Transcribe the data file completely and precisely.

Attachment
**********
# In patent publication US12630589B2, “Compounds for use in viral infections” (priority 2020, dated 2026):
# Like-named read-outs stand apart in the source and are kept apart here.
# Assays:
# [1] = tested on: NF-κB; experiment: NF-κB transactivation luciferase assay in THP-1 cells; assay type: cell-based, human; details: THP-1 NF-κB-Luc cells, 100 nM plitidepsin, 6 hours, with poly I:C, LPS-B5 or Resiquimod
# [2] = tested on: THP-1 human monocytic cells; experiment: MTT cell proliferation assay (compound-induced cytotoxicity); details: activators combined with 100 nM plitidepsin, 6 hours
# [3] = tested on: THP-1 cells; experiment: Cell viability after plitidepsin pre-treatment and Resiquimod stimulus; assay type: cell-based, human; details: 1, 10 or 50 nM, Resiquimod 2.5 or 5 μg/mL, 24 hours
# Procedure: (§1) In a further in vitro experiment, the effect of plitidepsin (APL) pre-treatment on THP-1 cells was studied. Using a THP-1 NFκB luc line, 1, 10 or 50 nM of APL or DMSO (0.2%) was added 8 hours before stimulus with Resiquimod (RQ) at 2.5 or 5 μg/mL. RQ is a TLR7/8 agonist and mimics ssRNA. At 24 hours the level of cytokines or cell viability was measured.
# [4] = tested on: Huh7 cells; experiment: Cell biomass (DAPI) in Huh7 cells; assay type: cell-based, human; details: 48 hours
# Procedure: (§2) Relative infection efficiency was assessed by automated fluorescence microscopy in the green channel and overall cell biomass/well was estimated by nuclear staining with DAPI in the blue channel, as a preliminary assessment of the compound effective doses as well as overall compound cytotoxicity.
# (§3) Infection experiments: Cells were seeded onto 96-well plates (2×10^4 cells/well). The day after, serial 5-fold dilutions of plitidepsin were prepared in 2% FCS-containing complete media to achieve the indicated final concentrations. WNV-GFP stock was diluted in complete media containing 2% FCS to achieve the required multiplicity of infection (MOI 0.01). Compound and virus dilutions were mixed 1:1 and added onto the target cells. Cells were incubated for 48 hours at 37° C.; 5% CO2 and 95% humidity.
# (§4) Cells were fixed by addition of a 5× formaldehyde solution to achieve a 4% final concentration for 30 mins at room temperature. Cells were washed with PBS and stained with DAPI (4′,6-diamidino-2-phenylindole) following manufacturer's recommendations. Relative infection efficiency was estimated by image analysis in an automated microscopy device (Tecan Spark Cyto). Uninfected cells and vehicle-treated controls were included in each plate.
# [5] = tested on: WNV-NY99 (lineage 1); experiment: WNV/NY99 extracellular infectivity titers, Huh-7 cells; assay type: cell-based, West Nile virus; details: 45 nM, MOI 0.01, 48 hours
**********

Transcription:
# In patent publication US12630589B2, “Compounds for use in viral infections” (priority 2020, dated 2026):
# Like-named read-outs stand apart in the source and are kept apart here.
# Assays:
# [1] = tested on: NF-κB; experiment: NF-κB transactivation luciferase assay in THP-1 cells; assay type: cell-based, human; details: THP-1 NF-κB-Luc cells, 100 nM plitidepsin, 6 hours, with poly I:C, LPS-B5 or Resiquimod
# [2] = tested on: THP-1 human monocytic cells; experiment: MTT cell proliferation assay (compound-induced cytotoxicity); details: activators combined with 100 nM plitidepsin, 6 hours
# [3] = tested on: THP-1 cells; experiment: Cell viability after plitidepsin pre-treatment and Resiquimod stimulus; assay type: cell-based, human; details: 1, 10 or 50 nM, Resiquimod 2.5 or 5 μg/mL, 24 hours
# Procedure: (§1) In a further in vitro experiment, the effect of plitidepsin (APL) pre-treatment on THP-1 cells was studied. Using a THP-1 NFκB luc line, 1, 10 or 50 nM of APL or DMSO (0.2%) was added 8 hours before stimulus with Resiquimod (RQ) at 2.5 or 5 μg/mL. RQ is a TLR7/8 agonist and mimics ssRNA. At 24 hours the level of cytokines or cell viability was measured.
# [4] = tested on: Huh7 cells; experiment: Cell biomass (DAPI) in Huh7 cells; assay type: cell-based, human; details: 48 hours
# Procedure: (§2) Relative infection efficiency was assessed by automated fluorescence microscopy in the green channel and overall cell biomass/well was estimated by nuclear staining with DAPI in the blue channel, as a preliminary assessment of the compound effective doses as well as overall compound cytotoxicity.
# (§3) Infection experiments: Cells were seeded onto 96-well plates (2×10^4 cells/well). The day after, serial 5-fold dilutions of plitidepsin were prepared in 2% FCS-containing complete media to achieve the indicated final concentrations. WNV-GFP stock was diluted in complete media containing 2% FCS to achieve the required multiplicity of infection (MOI 0.01). Compound and virus dilutions were mixed 1:1 and added onto the target cells. Cells were incubated for 48 hours at 37° C.; 5% CO2 and 95% humidity.
# (§4) Cells were fixed by addition of a 5× formaldehyde solution to achieve a 4% final concentration for 30 mins at room temperature. Cells were washed with PBS and stained with DAPI (4′,6-diamidino-2-phenylindole) following manufacturer's recommendations. Relative infection efficiency was estimated by image analysis in an automated microscopy device (Tecan Spark Cyto). Uninfected cells and vehicle-treated controls were included in each plate.
# [5] = tested on: WNV-NY99 (lineage 1); experiment: WNV/NY99 extracellular infectivity titers, Huh-7 cells; assay type: cell-based, West Nile virus; details: 45 nM, MOI 0.01, 48 hours